Enriched uranium

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Enriched uranium is a kind of uranium in which the percent composition of uranium-235 has been increased through the process of isotope separation. Natural uranium is 99.284% 238U isotope, with 235U only constituting about 0.711% of its weight. 235U is the only isotope existing in nature (in any appreciable amount) that is fissile with thermal neutrons.

Enriched uranium is a critical component for both civil nuclear power generation and military nuclear weapons. The International Atomic Energy Agency attempts to monitor and control enriched uranium supplies and processes in its efforts to ensure nuclear power generation safety and curb nuclear weapons proliferation.

During the Manhattan Project enriched uranium was given the codename oralloy, a shortened version of Oak Ridge alloy, after the location of the plants where the uranium was enriched. The term oralloy is still occasionally used to refer to enriched uranium. There are about 2,000 tonnes (t, Mg) of highly enriched uranium in the world,[1] produced mostly for nuclear weapons, naval propulsion, and smaller quantities for research reactors.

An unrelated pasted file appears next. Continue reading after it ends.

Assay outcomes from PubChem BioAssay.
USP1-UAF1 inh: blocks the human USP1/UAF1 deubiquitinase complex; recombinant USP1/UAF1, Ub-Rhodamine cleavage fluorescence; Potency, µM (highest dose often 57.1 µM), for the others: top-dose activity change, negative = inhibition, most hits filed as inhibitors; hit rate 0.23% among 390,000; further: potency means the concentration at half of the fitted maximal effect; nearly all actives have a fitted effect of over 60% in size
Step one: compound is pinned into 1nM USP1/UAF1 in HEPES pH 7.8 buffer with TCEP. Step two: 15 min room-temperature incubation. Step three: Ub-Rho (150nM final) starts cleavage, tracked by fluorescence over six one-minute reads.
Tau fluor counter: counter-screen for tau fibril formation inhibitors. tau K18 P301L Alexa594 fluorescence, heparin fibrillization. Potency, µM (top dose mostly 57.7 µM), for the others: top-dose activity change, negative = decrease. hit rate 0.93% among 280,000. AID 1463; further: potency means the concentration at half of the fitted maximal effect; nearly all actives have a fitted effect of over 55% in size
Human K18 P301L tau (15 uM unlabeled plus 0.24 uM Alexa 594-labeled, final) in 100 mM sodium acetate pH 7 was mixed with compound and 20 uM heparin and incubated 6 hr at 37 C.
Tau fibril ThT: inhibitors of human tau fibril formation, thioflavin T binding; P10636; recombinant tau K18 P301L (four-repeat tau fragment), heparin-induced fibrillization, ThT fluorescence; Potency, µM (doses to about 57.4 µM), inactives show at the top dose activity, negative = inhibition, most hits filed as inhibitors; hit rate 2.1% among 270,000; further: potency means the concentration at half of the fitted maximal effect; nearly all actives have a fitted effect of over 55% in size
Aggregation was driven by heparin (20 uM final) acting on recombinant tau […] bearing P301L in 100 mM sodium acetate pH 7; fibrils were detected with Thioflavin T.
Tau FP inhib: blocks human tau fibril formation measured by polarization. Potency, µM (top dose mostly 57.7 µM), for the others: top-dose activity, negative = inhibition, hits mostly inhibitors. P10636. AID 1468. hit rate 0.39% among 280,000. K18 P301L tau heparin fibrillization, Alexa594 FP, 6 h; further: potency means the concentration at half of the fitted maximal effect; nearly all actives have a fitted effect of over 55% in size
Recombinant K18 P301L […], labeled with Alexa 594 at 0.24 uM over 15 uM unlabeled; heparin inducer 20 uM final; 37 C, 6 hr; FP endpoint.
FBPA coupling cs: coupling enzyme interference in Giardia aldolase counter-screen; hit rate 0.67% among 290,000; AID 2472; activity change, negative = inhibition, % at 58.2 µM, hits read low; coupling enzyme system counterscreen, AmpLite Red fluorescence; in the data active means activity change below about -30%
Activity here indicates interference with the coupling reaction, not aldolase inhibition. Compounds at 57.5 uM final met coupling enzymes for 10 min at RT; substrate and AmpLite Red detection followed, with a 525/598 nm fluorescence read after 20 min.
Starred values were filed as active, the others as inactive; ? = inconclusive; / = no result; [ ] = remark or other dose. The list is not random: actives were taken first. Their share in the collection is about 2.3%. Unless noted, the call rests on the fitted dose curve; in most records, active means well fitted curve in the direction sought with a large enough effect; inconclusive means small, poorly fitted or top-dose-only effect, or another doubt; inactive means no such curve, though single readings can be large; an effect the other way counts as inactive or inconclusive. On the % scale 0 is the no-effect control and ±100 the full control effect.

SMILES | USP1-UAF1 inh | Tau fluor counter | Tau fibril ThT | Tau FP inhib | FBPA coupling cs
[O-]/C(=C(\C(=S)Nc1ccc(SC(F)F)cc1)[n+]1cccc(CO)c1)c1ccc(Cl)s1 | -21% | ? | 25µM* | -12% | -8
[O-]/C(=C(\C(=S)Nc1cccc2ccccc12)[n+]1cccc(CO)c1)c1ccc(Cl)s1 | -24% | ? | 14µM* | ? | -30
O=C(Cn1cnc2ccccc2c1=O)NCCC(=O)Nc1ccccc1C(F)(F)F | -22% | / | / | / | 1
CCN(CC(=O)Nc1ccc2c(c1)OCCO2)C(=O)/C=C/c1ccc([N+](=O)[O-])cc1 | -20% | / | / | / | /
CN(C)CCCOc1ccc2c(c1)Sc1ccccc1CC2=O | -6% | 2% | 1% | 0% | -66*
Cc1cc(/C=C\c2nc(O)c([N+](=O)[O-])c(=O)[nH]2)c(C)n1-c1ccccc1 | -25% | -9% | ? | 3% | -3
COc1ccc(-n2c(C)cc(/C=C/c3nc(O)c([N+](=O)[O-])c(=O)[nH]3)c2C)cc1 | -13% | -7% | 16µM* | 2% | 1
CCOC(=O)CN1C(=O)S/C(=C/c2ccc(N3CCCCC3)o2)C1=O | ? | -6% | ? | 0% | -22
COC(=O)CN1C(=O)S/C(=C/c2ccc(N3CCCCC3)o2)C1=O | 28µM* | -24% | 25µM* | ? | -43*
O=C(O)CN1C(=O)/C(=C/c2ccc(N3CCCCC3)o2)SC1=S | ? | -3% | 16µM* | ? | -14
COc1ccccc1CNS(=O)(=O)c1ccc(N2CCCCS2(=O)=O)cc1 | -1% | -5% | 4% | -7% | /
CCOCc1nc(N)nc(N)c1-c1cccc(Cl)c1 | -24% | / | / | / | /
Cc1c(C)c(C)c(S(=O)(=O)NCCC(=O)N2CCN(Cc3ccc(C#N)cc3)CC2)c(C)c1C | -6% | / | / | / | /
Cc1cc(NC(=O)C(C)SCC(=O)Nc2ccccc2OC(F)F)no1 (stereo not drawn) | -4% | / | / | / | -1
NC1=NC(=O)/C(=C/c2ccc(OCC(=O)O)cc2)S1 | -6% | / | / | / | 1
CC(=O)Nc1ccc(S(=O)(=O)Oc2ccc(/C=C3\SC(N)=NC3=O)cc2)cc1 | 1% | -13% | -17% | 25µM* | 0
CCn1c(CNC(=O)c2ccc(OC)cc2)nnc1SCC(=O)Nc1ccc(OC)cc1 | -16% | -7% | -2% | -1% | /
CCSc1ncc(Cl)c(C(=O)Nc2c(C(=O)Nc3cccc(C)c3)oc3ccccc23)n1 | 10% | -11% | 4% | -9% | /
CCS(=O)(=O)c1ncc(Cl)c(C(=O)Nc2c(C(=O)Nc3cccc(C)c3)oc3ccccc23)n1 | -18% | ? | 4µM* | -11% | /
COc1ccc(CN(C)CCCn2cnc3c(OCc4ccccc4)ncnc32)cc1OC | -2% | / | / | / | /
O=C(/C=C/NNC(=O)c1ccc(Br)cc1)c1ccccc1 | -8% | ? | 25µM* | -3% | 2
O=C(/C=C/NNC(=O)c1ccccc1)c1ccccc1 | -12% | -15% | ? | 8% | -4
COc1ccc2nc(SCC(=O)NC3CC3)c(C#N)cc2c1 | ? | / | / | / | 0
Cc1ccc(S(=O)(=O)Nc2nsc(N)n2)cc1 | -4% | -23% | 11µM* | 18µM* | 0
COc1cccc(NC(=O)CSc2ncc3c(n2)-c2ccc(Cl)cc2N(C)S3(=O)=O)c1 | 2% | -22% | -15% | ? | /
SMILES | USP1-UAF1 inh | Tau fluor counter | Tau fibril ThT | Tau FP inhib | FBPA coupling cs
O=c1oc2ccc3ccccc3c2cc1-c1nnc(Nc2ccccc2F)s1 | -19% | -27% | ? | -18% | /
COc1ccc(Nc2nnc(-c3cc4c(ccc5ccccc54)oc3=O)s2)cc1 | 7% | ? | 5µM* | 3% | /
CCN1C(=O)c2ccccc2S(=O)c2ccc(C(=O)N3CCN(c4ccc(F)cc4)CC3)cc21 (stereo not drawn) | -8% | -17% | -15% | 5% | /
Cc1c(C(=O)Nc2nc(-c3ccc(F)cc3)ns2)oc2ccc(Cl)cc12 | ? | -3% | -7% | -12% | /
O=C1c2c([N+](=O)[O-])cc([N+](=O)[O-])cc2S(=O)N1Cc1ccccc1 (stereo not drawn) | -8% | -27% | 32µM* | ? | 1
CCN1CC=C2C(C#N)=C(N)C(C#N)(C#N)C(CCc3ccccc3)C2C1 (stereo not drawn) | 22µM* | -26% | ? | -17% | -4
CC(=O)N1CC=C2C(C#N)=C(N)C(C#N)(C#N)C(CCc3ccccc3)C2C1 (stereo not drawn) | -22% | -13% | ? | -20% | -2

The 238U remaining after enrichment is known as depleted uranium (DU), and is considerably less radioactive than even natural uranium, though still very dense and extremely hazardous in granulated form—such granules are a natural by-product of the shearing action that makes it useful for armour-penetrating weapons, radiation shielding, while other uses such as for highly dense concrete are currently being explored.[citation needed] At present, 95% of the world's stocks of depleted uranium remain in secure storage.

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